As I wrote last year, air pollution differs from other political issues in China in that it’s essentially impossible for the government to hide it. It’s literally right in citizens’ faces. As the Greenpeace report puts it, air pollution was once “considered by most urban Chinese as an inevitable side effect of economic growth. … But in October 2011 an air pollution episode or ‘haze’ which lasted for weeks prompted Web commentators to question official air quality data for the first time.” Shortly thereafter, the government agreed to publish official measurements of particle pollution and set targets for reducing it.

The next major event was Beijing’s January 2013 “airpocalypse,” a period of pollution more than 40 times what the World Health Organization considers safe. The Economist has called the event a national environmental tipping point on par with Cleveland’s Cuyahoga River catching fire in 1969. The Environmental Protection Agency was established the next year. The magazine wrote:

The “airpocalypse” injected a new urgency into local debate about the environment—and produced a green-policy frenzy a few months later. In three weeks from the middle of June, the government unveiled a series of reforms to restrict air pollution. It started the country’s first carbon market, made prosecuting environmental crimes easier, and made local officials more accountable for air-quality problems in their areas. It also said China—meaning companies as well as government—would spend $275 billion over the next five years cleaning up the air.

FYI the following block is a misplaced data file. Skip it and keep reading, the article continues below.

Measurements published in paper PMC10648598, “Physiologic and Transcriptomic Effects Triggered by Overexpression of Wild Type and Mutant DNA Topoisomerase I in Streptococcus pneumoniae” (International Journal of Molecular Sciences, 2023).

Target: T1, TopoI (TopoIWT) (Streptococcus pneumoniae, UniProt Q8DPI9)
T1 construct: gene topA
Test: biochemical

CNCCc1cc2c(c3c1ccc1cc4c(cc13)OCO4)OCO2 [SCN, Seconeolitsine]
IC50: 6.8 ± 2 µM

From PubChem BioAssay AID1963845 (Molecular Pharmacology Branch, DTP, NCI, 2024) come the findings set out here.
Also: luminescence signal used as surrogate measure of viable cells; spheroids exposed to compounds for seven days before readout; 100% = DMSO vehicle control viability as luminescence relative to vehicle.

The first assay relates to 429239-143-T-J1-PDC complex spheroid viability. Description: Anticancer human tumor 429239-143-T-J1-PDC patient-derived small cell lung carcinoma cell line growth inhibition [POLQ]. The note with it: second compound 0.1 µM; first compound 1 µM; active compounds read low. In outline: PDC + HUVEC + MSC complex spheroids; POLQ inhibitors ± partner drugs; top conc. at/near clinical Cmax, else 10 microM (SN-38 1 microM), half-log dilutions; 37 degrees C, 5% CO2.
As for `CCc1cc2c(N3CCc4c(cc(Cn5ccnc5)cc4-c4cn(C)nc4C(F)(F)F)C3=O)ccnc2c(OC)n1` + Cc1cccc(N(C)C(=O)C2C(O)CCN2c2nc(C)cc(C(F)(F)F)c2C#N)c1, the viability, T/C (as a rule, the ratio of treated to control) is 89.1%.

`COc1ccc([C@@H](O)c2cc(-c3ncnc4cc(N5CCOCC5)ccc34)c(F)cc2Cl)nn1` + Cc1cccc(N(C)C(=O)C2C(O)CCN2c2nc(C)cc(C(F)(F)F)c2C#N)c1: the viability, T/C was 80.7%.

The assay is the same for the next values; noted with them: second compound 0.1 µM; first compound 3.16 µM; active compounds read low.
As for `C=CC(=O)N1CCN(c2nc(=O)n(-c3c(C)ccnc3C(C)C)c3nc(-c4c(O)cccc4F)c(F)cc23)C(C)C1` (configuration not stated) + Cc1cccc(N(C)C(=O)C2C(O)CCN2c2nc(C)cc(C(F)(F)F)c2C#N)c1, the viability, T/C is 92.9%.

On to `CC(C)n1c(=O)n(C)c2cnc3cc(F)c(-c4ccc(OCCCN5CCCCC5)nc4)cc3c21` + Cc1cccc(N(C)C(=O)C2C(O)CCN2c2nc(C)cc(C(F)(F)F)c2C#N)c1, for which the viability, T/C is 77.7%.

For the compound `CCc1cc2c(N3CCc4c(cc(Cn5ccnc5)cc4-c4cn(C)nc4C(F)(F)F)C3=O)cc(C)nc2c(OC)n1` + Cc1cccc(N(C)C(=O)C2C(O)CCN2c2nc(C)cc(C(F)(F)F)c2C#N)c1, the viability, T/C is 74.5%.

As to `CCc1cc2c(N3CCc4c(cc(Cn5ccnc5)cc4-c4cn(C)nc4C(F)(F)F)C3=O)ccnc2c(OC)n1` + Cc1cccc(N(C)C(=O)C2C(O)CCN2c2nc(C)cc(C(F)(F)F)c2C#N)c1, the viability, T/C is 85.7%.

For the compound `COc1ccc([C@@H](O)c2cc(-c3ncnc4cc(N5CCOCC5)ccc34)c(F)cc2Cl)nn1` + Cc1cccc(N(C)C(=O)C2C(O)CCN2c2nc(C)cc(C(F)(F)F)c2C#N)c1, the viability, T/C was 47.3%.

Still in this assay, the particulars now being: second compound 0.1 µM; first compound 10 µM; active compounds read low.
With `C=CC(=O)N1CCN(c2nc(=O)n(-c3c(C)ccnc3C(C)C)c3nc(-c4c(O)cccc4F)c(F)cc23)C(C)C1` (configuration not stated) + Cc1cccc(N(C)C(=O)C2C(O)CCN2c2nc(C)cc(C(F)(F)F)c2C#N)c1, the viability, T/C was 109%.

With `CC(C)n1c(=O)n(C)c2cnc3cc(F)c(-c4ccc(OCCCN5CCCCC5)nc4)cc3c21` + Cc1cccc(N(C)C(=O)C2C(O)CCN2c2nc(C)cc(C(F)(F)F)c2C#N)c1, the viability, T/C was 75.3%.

China released its air pollution action plan in September 2013. The airpocalypse, in short, likely spurred Chinese leaders to start thinking pollution as a threat to growth rather than an unfortunate byproduct of it.

We’re a long way from out of the woods on global warming, and have probably waited too long to avert many of its catastrophic effects. But harm reduction is still worthwhile, and it’s in the world’s best interest for the planet’s largest emitter to take this issue seriously. If the airpocalypse was the moment China got religion on coal and emissions, it may turn out to be one of the best things to ever happen in the fight against climate change.